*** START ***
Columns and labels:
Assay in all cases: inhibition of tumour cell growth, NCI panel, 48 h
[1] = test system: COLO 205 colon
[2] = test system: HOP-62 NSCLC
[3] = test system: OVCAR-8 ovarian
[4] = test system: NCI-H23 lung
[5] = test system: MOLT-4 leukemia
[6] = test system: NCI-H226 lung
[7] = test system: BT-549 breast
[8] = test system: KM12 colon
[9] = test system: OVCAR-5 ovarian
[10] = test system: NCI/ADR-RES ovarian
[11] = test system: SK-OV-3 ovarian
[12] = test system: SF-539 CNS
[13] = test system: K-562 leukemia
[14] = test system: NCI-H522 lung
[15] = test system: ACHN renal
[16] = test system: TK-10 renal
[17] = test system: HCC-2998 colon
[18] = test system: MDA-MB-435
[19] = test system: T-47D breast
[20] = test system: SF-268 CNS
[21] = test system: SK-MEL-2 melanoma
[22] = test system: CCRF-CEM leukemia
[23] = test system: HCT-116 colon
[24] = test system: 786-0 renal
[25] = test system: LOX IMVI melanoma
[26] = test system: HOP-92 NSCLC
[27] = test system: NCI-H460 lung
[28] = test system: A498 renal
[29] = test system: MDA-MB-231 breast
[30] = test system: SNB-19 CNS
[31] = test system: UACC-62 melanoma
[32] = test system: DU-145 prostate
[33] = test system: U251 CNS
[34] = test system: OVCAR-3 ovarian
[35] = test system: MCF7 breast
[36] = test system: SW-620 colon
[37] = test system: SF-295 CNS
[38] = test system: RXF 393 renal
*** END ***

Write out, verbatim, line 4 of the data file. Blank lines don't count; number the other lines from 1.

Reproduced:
[2] = test system: HOP-62 NSCLC